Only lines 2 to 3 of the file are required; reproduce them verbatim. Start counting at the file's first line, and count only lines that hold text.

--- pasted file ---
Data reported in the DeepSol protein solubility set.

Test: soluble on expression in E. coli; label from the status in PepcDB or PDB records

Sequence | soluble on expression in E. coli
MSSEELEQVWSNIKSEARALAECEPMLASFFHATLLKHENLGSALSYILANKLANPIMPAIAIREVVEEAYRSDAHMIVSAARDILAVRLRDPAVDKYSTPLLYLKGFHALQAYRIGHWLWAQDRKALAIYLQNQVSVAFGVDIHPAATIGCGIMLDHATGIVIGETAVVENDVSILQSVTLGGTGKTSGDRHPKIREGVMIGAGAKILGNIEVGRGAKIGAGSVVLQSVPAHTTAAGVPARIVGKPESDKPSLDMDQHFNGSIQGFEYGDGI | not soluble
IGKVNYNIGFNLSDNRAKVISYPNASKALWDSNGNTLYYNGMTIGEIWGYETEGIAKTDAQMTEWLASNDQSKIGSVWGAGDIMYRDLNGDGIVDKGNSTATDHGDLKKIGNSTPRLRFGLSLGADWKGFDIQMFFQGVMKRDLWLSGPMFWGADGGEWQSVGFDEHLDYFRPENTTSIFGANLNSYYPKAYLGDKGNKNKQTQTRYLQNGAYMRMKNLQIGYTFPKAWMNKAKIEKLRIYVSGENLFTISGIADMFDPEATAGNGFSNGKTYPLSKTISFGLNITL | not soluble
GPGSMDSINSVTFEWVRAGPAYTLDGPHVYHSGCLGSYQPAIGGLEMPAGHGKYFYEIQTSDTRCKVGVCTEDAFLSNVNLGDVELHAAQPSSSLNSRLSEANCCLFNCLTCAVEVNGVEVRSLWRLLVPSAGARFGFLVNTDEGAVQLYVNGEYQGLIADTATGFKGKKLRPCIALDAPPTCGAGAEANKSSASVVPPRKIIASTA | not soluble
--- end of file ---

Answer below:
Test: soluble on expression in E. coli; label from the status in PepcDB or PDB records

Sequence | soluble on expression in E. coli